Moderator   •   over 4 years ago

Step-by-Step Instructions for Finding a Non-Profit Partner

How to Find a Non-Profit Partner:
Step-By-Step Advice from Someone Who’s Done It

Developers who need a non-profit partner in order to be eligible for the Verizon Apps for Class competition are often stalled at the point of - ugh - I don’t even know any non-profits! Or, sometimes: “My friend Marcie works at the Girl Scouts headquarters, but I’m guessing the Girl Scouts is a multimillion dollar organization and therefore too large to meet the competition’s $500k/yr. revenue limit.” Yes, this is a fact. Most non-profits are huge. For some reason, this is even more true in the education arena. Small non-profits are not easy to find.

So, how do you go about finding a small non-profit? I (Merrilea Mayo, merrilea_mayo@innovate-educate.org) have had to find partners for a number of developers for this competition. At this point, I have a system down, which I am happy to share with you. It seems to result in a viable partner in about 3-4 phone calls. You can do this, too. In fact, I am sharing this system with all the entrants, so a) you can be in control of your own fate and b) I can stop making so many phone calls myself and get onto other business.

STEP 1: Find a non-profit under $500k/yr. in revenues that has some interests in common with your app

For this, go to guidestar.com. In the search box, put down two words - the name of the location you want your non-profit to be in, and the subject area that you want the non-profit to care about (=the subject area of your app). For example, “Rochester” and “science” or “Dallas” and “literacy.”

For location I typically use either the developer’s home town or one of the competition locations where the app will need to be classroom-deployed. In 2014, this is Louisville, KY; New York, NY; Rock Hill, SC; Charlotte, NC; Las Vegas, NV.

Your search will return a list of non-profits. Click on each one that looks promising and go to its “Financials” tab. Look at the green “Total Revenue” bar. Is this under $500k? Good! If not, look up the next non-profit on the list.

Re-do the search until you have a small list of 2-5 qualifying non-profits that might care about what you’re doing.

STEP 2: Figure out how to contact the small non-profits on your list

Guidestar will often list the non-profit’s website on the Summary tab, under “Basic Organization Information.” Go to the non-profit’s website and browse around until you find some phone number or email address that looks like it will connect you to a live human. Even if it’s not the right live human (e.g., the webmaster instead of the non-profit’s CEO), give the spiel below, and then that live human will usually connect you to the right live human, the one who can make the decision, and the one you really need to give the spiel to.

You will often encounter secretaries and other screeners, so you need to sound legitimate and not just say “I want to speak to your CEO!” with no explanation, like you’re some unstable and potentially dangerous person the secretary is going to have to call 911 to deal with.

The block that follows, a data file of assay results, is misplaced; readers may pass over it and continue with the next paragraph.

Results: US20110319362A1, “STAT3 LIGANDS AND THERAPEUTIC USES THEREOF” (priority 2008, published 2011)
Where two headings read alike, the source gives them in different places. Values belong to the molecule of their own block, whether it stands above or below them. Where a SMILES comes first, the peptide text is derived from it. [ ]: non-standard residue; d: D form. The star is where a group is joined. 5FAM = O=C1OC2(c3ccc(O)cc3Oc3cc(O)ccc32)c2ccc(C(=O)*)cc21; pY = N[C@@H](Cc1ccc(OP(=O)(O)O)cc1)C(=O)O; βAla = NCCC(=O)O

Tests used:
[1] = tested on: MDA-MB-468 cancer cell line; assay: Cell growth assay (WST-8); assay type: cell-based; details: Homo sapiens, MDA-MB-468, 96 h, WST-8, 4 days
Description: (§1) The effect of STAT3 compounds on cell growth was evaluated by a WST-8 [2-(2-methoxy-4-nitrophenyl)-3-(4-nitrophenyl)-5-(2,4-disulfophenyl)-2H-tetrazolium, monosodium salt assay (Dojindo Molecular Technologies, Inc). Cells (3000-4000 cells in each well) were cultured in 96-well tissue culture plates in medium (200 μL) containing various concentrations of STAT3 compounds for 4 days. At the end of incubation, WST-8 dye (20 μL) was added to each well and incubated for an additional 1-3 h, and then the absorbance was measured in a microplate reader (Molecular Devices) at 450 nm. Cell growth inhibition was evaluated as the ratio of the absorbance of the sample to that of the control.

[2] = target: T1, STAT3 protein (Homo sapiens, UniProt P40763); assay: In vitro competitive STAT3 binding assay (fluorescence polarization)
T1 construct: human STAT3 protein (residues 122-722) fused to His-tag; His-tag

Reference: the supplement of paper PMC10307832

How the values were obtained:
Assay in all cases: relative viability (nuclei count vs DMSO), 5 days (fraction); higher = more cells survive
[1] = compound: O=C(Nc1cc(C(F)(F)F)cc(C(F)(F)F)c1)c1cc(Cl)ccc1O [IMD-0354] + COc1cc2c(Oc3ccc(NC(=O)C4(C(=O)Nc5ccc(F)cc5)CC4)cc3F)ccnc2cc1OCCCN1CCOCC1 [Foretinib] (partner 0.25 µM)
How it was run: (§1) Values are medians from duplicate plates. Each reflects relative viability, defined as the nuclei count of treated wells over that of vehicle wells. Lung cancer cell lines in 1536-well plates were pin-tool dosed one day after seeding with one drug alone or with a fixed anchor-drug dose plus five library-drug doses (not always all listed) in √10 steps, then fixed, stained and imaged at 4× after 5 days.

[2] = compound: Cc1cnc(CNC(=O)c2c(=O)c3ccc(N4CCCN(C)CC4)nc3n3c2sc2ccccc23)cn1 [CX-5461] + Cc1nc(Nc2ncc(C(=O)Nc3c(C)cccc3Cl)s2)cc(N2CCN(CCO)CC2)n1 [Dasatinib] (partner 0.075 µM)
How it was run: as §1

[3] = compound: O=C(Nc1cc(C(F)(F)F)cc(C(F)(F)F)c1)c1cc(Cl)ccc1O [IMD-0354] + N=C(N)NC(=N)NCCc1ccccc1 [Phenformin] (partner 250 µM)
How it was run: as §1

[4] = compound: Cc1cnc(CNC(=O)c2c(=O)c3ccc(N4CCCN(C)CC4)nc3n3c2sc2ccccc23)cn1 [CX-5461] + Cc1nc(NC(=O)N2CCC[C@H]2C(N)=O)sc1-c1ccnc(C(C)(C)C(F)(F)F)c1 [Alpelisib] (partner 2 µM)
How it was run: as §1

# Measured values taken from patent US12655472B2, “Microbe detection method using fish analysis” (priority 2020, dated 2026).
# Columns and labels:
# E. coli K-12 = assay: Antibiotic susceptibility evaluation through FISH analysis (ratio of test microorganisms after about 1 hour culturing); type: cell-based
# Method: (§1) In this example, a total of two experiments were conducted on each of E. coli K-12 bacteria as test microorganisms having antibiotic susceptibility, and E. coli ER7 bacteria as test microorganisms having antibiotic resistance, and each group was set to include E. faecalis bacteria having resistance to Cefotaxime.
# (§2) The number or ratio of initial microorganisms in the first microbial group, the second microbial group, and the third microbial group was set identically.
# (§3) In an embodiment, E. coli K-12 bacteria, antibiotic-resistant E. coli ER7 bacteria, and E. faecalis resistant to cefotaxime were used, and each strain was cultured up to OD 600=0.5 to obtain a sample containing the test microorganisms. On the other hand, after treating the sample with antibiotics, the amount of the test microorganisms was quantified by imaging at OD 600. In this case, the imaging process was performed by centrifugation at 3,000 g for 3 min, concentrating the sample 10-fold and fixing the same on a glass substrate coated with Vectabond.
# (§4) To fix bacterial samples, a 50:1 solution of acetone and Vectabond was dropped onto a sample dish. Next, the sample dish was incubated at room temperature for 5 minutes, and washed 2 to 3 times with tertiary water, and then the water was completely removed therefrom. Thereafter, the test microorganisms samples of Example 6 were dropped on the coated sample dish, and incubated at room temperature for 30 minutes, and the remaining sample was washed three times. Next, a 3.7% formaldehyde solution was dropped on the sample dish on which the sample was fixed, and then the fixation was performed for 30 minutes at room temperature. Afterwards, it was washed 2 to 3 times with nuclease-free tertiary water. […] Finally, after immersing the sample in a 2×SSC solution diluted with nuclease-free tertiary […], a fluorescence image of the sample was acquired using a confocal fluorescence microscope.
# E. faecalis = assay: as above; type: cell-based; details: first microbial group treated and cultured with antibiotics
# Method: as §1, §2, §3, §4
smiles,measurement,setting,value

STEP 3: Give your spiel to the non-profit representative

My spiel goes something like this:

• I start off by saying I’m an organizer for a Verizon Foundation-funded competition [here, you would say instead you’re a mobile app developer considering entering a Verizon Foundation-funded competition]. Note the use of the words “Verizon Foundation” in the very first sentence to establish legitimacy and separate yourself from “random guy off the street.”

• I then explain a little bit about the contest – that it’s for mobile apps, targeted at middle schoolers, designed around educational topics (English, Math, Social Studies, Science).

• I go on to say the reason I’m calling is that the competition is encouraging app developers to work with non-profits in order to enter as a team.

• Next, I explain why I am approaching the specific non-profit I’m talking to. Several reasons are usually involved, typically:
a) the competition is located in only 4 regions (and the non-profit is sitting in one) OR the non-profit and the developer live practically next door
b) the rules are structured in such a way that not just any non-profit, but only a small non-profit with < $500k in revenue, will qualify. I go on to say, that leaves very few organizations that are even eligible to enter, but yours happens to qualify.
c) And, finally, I note that the non-profit is interested in x, which is the same subject the developer’s app is in.

• I close by asking if the organization would be interested in partnering. I mention the $20K prize, and the fact that the developer and non-profit who enter as a team would split the prize, although the developer (who did most of the work) typically gets the lion’s share, and the non-profit would typically get only $1-$2K. However, the nonprofit does get the opportunity to work with a real live mobile app developer and do something interesting together, at no cost to the non-profit.

STEP 4: Following up

• If the non-profit is interested, I go on to give them the Guidelines for Partnerships document (available from merrilea_mayo@innovate-educate.org, this document doesn't have official rules, just helpful suggestions) and perform email introductions with the developer.
• If the organization is not interested, then I ask whom they'd suggest instead, and whether they would take the trouble to introduce me to the more likely organization (typically by email). This gives me another layer of legitimacy going into the next conversation, because now I have just been introduced by a trusted mutual partner.
• While waiting for that referral connection to get made, I go on to the second organization on my initial list and start over from Step 2. No sense in wasting time!

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